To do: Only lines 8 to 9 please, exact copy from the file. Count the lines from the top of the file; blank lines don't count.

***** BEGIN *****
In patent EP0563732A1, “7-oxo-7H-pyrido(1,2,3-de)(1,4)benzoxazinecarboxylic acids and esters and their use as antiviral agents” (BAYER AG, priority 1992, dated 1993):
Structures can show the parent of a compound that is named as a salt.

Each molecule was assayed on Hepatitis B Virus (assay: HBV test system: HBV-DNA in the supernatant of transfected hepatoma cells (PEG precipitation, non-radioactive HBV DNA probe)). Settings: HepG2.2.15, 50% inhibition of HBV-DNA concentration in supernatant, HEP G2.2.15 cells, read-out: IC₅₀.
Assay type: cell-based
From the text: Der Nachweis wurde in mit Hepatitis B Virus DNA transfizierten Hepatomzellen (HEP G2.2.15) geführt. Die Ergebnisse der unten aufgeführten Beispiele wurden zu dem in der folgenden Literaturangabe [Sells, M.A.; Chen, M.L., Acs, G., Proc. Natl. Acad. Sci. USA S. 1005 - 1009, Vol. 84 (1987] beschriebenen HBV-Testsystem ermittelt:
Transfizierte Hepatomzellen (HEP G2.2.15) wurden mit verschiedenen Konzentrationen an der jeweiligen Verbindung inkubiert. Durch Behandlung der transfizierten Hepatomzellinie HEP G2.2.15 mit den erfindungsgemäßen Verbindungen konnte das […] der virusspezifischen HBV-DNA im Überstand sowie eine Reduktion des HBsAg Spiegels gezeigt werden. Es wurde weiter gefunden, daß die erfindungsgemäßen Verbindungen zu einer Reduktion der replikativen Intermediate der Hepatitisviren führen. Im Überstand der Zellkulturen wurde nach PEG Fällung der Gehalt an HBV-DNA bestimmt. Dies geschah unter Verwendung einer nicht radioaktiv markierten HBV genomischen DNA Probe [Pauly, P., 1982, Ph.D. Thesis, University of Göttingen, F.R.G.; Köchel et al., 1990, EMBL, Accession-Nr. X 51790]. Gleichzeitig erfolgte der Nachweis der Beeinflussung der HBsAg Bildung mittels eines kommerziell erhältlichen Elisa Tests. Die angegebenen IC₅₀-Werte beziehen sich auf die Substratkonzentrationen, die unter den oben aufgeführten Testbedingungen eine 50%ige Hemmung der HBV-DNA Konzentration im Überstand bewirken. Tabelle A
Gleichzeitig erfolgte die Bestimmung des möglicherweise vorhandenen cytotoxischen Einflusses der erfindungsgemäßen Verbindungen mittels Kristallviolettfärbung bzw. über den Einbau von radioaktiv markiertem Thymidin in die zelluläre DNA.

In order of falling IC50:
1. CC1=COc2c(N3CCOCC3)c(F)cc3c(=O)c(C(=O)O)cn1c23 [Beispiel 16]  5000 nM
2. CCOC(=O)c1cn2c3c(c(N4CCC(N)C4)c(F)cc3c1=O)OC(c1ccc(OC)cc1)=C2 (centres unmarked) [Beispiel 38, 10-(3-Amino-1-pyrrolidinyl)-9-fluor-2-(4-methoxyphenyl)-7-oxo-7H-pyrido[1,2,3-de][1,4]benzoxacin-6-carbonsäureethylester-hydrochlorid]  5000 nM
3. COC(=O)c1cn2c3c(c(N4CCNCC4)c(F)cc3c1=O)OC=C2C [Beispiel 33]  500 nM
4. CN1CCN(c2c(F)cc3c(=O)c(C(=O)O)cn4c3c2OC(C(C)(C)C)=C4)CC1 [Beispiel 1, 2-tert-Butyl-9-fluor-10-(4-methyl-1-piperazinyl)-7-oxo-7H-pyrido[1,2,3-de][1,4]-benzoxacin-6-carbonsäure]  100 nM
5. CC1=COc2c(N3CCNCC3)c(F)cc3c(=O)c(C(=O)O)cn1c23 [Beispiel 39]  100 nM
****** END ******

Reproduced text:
In order of falling IC50:
1. CC1=COc2c(N3CCOCC3)c(F)cc3c(=O)c(C(=O)O)cn1c23 [Beispiel 16]  5000 nM